One of the smoothest movers in the draft, Queen makes a lot of what makes a good linebacker look easy. In coverage, he has all the athleticism and wherewithal to stick with both tight ends and running backs. When tasked with covering a zone he clearly understands his assignment and has the lateral quickness and agility to tighten windows and affect the catch point.
Queen really shines against the run. He’s light on his feet, quick to diagnose and has the technique and strength to set the edge. He scrapes well and uses fantastic body control to slice through blocks and find the football. However, what is most impressive is his mental processing. His reaction time is instant and he won’t make too many mistakes when filling gaps. As a tackler, he is reliable although he doesn’t have the tackle radius of some of the longer options in the draft.
There are two big concerns for Queen’s transition to the NFL. The first is on-field production. For many teams, they are willing to take a chance and bet on the physical upside of a young player. The Eagles have not been one of those teams, especially when drafting linebackers. In Philadelphia, college production has been of premium value when considering prospects and that may affect Queen’s valuation. The other unanswered question about his game is consistency. When examining his film, he can tend to disappear. Whether it’s falling asleep a bit in his zone or getting lost in the wash when attacking the line of scrimmage, there are some negative plays that simply take away from his overall game.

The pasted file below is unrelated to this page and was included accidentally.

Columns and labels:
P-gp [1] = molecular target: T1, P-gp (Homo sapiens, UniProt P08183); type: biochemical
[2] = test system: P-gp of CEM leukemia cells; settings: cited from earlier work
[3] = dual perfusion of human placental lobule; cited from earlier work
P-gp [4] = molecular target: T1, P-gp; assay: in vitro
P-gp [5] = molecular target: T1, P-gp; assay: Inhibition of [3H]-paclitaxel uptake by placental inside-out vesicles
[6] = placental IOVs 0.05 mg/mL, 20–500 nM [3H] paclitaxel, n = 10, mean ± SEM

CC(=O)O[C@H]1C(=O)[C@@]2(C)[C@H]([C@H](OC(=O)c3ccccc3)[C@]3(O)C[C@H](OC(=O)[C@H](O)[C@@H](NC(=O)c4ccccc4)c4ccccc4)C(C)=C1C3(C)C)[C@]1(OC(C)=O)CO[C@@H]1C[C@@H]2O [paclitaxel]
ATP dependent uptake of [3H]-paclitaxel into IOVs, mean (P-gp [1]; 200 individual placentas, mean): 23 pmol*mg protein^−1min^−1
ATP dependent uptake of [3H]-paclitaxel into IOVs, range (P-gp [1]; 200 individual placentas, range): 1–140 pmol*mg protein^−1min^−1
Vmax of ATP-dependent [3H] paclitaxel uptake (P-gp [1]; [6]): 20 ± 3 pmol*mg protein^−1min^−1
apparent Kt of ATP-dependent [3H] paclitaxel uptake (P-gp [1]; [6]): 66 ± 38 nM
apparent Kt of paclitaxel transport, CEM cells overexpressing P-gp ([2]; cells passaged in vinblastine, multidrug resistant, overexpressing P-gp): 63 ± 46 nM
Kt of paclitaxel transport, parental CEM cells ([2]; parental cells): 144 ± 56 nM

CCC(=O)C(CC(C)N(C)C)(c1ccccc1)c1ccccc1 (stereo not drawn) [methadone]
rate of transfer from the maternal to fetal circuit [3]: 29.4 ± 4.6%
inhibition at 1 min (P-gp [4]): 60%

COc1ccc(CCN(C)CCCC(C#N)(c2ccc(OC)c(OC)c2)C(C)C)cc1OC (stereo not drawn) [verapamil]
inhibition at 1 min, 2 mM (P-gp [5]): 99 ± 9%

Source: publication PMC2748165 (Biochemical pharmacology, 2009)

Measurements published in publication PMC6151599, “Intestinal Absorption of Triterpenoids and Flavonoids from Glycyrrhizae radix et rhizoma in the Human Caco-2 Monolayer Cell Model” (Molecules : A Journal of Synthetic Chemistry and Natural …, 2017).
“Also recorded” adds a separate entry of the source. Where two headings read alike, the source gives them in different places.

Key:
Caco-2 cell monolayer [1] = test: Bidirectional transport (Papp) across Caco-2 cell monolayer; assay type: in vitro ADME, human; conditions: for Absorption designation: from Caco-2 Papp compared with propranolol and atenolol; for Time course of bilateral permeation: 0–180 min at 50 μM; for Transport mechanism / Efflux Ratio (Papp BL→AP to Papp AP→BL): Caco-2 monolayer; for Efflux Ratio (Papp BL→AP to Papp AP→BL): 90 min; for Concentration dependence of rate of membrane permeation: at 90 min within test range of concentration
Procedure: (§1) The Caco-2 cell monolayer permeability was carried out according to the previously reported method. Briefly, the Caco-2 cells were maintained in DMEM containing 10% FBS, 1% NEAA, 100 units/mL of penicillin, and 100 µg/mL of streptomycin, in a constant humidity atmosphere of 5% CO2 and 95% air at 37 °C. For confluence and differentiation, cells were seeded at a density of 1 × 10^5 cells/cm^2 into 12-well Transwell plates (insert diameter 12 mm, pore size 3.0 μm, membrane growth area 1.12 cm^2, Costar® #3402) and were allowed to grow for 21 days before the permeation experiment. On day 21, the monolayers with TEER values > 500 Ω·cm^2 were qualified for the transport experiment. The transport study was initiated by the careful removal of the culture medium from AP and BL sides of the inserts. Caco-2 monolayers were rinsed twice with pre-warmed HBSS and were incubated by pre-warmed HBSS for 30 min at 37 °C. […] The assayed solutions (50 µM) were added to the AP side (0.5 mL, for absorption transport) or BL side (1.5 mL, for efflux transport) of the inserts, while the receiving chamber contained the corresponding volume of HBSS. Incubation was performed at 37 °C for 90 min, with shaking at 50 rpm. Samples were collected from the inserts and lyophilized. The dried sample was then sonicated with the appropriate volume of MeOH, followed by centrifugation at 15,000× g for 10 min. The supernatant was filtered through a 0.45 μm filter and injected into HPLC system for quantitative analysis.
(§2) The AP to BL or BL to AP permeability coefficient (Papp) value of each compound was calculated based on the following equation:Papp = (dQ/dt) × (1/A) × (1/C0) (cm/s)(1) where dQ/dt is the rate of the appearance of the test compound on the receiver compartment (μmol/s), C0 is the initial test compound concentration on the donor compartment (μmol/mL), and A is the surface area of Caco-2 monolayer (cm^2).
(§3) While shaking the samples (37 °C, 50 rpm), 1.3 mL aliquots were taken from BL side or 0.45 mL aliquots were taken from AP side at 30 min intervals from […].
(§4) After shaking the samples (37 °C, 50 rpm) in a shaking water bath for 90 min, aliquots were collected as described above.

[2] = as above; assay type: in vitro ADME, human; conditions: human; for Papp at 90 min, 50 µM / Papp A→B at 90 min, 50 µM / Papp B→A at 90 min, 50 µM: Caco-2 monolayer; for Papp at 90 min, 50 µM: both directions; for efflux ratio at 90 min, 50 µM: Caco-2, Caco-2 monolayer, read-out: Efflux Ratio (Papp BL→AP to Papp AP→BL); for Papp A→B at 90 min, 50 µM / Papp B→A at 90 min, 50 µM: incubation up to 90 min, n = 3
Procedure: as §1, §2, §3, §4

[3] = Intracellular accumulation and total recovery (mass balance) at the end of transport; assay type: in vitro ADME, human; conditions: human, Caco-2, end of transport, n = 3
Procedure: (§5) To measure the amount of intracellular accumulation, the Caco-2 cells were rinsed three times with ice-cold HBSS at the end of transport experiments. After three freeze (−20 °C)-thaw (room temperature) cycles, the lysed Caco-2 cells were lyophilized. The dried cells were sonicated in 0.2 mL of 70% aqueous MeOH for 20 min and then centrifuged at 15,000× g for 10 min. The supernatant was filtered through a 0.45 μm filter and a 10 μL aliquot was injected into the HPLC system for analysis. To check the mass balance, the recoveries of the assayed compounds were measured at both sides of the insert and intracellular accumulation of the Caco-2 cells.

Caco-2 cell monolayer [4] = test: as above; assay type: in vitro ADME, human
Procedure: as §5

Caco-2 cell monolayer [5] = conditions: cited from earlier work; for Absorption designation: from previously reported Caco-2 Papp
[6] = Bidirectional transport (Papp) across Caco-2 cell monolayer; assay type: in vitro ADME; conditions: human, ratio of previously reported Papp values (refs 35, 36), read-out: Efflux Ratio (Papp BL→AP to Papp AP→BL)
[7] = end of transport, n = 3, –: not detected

That being said, there is a ton to like about Patrick Queen’s fit on the Eagles. The Birds have had a history of undervaluing the position, but if the top four receivers are gone by the time they select at 21, you can bet they’ll give Queen the once over. An electric linebacker would do wonders to take this defense to the next level.
If the Eagles expectedly go wide receiver in the early goings, there will be plenty of linebacker options later on in the draft. Rounds three to four seem to be the sweet spot and the Birds happen to have 4 picks in that range. Two prospects that fit the bill also happen to be friends of PSN’s own Flippin’ the Birds.